When I think of gardening, I get all excited and buy way too many seed packets. Oooh, that’s so pretty! We need purple carrots, really, honey, we do. Our grandson loves cucumbers. We should start a few of those too.
I can find a bazillion reasons for growing a bazillion different veggies.
Where to Start
And, honestly, I think it’s fine to go a little crazy in your garden. Who doesn’t love growing plants and harvesting fresh produce? It’s healthy to play in the dirt and grow your own stuff (and if you wind up with too much, you can share with friends).
In the long term, however, it helps to do a little planning and make choices that will give you enough of the veggies and fruits you truly enjoy eating.
What Should I Grow?
Here are a few questions that can help you narrow down your choices.
- What do you normally eat?
- What do you enjoy eating?
- What produce do you buy that is expensive or hard to get?
- What grows well in your area?
- Something just for fun?
If you have a salad with your meal most days, grow a few salad ingredients. If you love eggplant, grow eggplant. Buy those seeds for the unique pepper you love, but can rarely find in the grocery store. If you’d love to have more of something in your diet, plant that. And those purple carrots? Go for it. 🙂
Don’t plant okra if you hate okra. Stay away from plants (or varieties) that don’t grow well in your area (ask me about my bay tree, I should take my own advice).
If you’re still a little uncertain, tape a piece of paper to your fridge and write down what fruits and veggies you eat during the next couple of weeks. This will show you what you use and enjoy. Start with those choices.
How Much Should I Plant?
This question is a little harder to answer. There are a few factors to take into consideration.
- How much garden space do you have?
If you have containers on a patio, pick a couple of your favorites and enjoy doing a little gardening. Get comfortable with the workload that comes with a few plants. If one Sweet 100 tomato plant almost takes care of your salad needs, consider growing two plants next year. It should fully cover your needs and give you a few to share with your neighbor. Perhaps add a pot of basil or thyme. Baby steps. 🙂
Also, consider the size of your plants. A giant squash vine is not a great choice, but a cucumber plant in a pot with trellis could work.
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If you have more space like a raised bed in your backyard, pick a few veggies and experiment. Did you like what you planted? How much produce did you get? Was that enough? Too much?
One easy way to start is to gather a few salad ingredients. Most are easy to grow and seeds are readily available.
Related Reading: Make-Your-Own-Salad Garden Bed - An easy garden project.
If you have a good deal of garden space (lucky you), then other factors will come into play.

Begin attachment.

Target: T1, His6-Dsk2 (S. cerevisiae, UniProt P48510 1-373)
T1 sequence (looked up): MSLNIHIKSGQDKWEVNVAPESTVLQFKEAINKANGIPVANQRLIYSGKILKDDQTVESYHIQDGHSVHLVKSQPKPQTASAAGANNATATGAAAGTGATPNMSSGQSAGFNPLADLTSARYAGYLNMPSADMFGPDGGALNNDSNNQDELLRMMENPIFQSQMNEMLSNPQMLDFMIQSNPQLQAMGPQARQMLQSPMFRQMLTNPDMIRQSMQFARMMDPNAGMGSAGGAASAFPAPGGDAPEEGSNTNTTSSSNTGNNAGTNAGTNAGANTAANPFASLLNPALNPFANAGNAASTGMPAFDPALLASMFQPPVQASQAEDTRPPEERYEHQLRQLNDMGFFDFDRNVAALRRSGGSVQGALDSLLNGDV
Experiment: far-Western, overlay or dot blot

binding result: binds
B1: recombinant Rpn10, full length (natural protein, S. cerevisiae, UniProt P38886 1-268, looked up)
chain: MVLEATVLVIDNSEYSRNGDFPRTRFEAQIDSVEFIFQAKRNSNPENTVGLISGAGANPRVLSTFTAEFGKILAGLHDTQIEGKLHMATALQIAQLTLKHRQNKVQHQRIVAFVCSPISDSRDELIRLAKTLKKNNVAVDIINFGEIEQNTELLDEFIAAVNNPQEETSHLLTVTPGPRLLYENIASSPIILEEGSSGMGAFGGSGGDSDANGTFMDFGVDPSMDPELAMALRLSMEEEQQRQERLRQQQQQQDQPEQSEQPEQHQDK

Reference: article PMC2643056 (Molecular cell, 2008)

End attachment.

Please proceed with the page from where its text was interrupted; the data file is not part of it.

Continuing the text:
- How much money do you want to spend?
- How much time and energy do you have to give to gardening?
- Are you trying to augment your food supply or raise all your fruits and veggies?
- Are you going to eat your produce in season or preserve some of your harvest?
I’m a firm believer in baby steps, especially if you are just starting out.
Start with a few plants. Keep a record of how much you plant and how much produce you get. Is that enough for your family? How much more would you need to plant to cover your needs? If you’re not sure. Grow a few more each year until you find you have a bit more than enough. (It’s always good to have a little to share or to barter with.)
Related Reading: Garden Journals - Why do you need one?
The first year I grew pumpkins, I was tickled they actually grew and produced pumpkins. It was clearly not enough, but woohoo! They were pumpkins! The next year I planted two hills and got a lot of pumpkins, but because of the pumpkin demand on the property, it still wasn’t enough. This year I’m going to almost double that. (We’ll see how it goes.) If that turns out to be enough, that will be my go-to number each year.
You can get a jump on your garden planning by using numbers from experienced gardeners.
Related Reading: Garden Gate: Calculate How Many Vegetables to Plant
You will still need to play with the amounts a bit to get them to work for you and your unique household, but it’s a decent place to start.
My only concern is that jumping into a large garden can mean a lot of unknowns in terms of care and amount of work. I’m not saying you shouldn’t do it. Just go into it knowing there will be a lot of learning, a lot of work, and maybe a few mistakes (which you’ll learn from too, so it’s not wasted).
The bottom line here is that your needs will be unique and it will take a bit of trial and error to figure them out. Whether you start large or small, take good notes so you can adjust your numbers from year to year.
… and try the colored carrots. They’re fun. 🙂
Related Reading: Starting Seeds with Sticky Notes
Take the crazy out of your planting schedule.